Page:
David Limbaugh
I often marvel at the leaps of faith required to allow one to believe that the miracle of human life, let alone the wonders of the physical universe, just spontaneously evolved from nothingness. I’ve always believed that it would take far more faith not to believe that God created man and the universe than to believe that He did. Indeed, since becoming a Christian, I find affirmation of this truth in Romans 1:18-20. "The wrath of God is being revealed from heaven against all the godlessness and wickedness of men who suppress the truth by their wickedness, since what may be known about God is plain to them, because God has made it plain to them. For since the creation of the world, God’s invisible qualities -- his eternal power and divine nature -- have been clearly seen, being understood from what has been made, so that men are without excuse." Christian apologist Ravi Zacharias, in his book "Jesus Among Other Gods," gives us some idea (in mathematical terms) of the magnitude of faith necessary to believe that the material world resulted from some random process. Zacharias quotes Chandra Wickramasinghe, professor of applied mathematics at the University of Cardiff, Wales, concerning the marvels of the human cell. Wickramasinghe "reminded his readers that the statistical probability of forming even a single enzyme, the building block of the gene, which is in turn the building block of the cell, is 1 in 10 to the 40,000th power. The translation of that figure is that it would require more attempts for the formation of one enzyme than there are atoms in all the stars of all the galaxies in the entire known universe." Nevertheless, today’s popular culture seems wedded to the bias that a belief in God is born of irrationality. The conventional wisdom is that one must leave his reason at the door in order to believe in God. Says Zacharias, "Unfortunately, for reasons justifiable and unjustifiable, individuals hostile to belief in God often malign faith in Him as the lure of emotion clinging to an idea with the mind disengaged." I have remembered Zacharias’s words as I have read the many articles written lately about the work of scientists who are researching the relationship between the brain and religious experiences. The scientists are attempting to understand the physiology of spiritual experiences, apparently believing that most religion is based on these experiences, which they consider to be illusory. "Religion is a property of the brain and has little to do with what’s out there," says researcher Michael Persinger. The Washington Post article chronicling this asks, "Could the voices that Moses and Mohammed heard on remote mountaintops have been just a bunch of firing neurons ­ an illusion? Could Jesus’s conversations with God have been a mental delusion?" Even more interesting is the researchers’ speculation that mystical experiences may be the result of "decreased activity in the brain’s parietal lobe," which "creates the transcendental feeling of being one with the universe." Doesn’t this sound like Zacharias’s point about the "mind disengaged"? It is amazing to me how simplistic this "scientific" approach to religion is. Just for starters the researchers fall into two obvious errors. First, they lump all religions together, which is unwarranted. For example, the Hindu concept of transcendentalism and becoming one with the universe is foreign to Christianity, which holds to a belief in a personal God and the conviction that each individual retains his unique personality -- never merging into the absolute. Second, the researchers seem to assume that one’s faith is wholly dependent upon mystical experiences. To the contrary (regarding Christians, at least), many Christians will tell you that though their lives have been changed since becoming Christians, they have never had a mystical experience at all and, regardless, their faith is based on much more than mere feelings. Christians cannot depend exclusively on feelings; otherwise they may wholly abandon their faith upon encountering life’s difficulties. They must rely on things much more immutable than subjective feelings, such as belief in the Word of God and the finished work of Christ, to sustain them through their various trials. Like it or not, many of these researchers have an agenda, and that agenda is to discredit religion in general and Christianity in particular, which they believe are responsible for most of the ills in society, such as "religious wars, fanaticism and intolerance." How ironic is the degree to which some scientists are willing to discard their scientific methods in pursuit of conclusions that support beliefs based on their secular brand of faith.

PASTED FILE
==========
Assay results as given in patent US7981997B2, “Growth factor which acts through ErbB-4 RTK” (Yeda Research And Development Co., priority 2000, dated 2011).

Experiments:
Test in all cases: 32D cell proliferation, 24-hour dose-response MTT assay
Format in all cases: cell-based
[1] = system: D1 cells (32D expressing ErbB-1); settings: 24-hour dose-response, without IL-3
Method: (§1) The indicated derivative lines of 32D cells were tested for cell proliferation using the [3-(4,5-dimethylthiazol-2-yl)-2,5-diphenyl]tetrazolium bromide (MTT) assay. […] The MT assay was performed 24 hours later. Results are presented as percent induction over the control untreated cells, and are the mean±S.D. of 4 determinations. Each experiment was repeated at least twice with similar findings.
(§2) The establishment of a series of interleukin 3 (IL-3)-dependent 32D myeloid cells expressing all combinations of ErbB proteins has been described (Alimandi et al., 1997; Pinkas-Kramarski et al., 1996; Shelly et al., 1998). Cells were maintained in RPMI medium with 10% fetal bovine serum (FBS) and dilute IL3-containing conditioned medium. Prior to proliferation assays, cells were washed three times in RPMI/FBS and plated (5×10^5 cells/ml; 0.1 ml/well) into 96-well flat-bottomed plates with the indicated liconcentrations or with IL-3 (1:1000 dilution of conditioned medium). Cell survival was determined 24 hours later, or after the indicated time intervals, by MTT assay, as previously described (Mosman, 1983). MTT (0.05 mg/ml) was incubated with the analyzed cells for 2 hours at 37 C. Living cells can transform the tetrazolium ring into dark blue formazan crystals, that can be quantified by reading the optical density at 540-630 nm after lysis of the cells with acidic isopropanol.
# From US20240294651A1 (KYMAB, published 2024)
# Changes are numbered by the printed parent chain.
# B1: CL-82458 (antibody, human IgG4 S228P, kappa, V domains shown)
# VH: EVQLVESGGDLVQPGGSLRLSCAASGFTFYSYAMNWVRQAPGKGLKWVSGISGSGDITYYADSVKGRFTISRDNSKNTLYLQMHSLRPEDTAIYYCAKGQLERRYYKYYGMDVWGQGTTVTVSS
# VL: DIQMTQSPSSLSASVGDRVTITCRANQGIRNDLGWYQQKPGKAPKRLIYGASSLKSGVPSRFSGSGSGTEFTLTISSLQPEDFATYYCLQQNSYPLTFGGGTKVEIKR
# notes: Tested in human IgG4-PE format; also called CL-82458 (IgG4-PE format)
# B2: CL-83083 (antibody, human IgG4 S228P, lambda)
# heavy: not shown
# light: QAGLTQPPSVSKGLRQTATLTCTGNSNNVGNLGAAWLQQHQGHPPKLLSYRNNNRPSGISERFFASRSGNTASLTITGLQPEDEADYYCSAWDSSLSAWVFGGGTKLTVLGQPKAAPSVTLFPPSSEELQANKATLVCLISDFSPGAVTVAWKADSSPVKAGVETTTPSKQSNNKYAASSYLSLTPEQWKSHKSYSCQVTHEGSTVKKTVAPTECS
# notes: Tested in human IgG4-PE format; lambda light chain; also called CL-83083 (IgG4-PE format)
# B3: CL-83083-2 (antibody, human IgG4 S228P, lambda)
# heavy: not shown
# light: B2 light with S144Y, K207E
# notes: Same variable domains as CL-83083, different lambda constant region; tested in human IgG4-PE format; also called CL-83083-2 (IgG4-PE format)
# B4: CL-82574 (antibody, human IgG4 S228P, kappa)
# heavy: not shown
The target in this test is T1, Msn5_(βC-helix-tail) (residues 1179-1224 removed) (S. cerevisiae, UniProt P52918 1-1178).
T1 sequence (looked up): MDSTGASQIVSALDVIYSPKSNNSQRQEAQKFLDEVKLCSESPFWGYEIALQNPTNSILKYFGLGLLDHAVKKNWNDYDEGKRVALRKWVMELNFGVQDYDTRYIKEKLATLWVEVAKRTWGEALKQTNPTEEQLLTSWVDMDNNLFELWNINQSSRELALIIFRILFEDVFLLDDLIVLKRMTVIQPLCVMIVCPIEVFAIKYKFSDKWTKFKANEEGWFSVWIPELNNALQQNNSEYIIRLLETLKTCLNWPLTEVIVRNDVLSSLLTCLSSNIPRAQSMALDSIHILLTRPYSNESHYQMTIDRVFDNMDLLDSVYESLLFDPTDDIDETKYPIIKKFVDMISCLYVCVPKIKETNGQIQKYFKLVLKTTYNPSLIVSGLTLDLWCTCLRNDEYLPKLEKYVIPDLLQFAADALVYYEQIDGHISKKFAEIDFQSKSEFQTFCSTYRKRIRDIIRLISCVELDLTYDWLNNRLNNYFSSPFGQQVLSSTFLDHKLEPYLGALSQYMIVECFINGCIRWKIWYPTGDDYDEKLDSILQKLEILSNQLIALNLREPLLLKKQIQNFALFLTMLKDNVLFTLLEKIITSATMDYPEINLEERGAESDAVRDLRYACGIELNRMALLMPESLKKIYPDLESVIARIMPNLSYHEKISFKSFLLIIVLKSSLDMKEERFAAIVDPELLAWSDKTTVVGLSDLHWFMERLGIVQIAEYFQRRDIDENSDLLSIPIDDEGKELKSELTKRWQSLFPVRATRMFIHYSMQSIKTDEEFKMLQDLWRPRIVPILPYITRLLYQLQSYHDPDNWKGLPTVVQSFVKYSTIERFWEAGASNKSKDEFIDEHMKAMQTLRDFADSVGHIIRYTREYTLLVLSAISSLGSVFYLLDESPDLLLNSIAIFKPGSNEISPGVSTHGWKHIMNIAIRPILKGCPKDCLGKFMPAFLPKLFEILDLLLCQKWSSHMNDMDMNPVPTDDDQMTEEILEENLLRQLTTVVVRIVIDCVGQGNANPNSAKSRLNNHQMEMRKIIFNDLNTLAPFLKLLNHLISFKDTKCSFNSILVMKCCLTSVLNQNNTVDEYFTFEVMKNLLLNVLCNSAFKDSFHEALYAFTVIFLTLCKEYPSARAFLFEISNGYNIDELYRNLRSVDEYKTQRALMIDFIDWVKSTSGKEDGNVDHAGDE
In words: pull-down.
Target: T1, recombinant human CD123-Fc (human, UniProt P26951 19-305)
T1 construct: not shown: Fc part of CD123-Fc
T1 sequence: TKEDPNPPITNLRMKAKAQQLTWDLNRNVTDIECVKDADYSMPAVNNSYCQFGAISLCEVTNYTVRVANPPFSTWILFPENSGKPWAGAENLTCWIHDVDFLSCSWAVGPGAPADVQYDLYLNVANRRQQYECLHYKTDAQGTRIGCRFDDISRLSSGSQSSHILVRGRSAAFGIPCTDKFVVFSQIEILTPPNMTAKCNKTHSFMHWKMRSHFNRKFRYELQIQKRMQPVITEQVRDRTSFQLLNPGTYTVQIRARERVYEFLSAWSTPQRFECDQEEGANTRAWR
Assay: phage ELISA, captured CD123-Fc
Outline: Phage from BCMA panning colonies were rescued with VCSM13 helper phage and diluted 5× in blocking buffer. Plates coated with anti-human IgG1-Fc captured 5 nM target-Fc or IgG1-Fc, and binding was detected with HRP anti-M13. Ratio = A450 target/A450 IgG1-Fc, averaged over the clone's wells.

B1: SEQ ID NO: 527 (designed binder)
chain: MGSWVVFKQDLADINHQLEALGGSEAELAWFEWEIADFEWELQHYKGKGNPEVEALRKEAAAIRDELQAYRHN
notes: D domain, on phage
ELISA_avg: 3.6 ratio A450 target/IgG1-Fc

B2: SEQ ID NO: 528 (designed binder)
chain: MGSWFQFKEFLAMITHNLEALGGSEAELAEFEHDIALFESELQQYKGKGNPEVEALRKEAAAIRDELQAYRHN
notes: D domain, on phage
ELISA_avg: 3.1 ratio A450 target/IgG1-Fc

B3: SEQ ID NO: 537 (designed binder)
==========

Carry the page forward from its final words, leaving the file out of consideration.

David Limbaugh

David Limbaugh, brother of radio talk-show host Rush Limbaugh, is an expert in law and politics and author of new book Crimes Against Liberty, the definitive chronicle of Barack Obama's devastating term in office so far.

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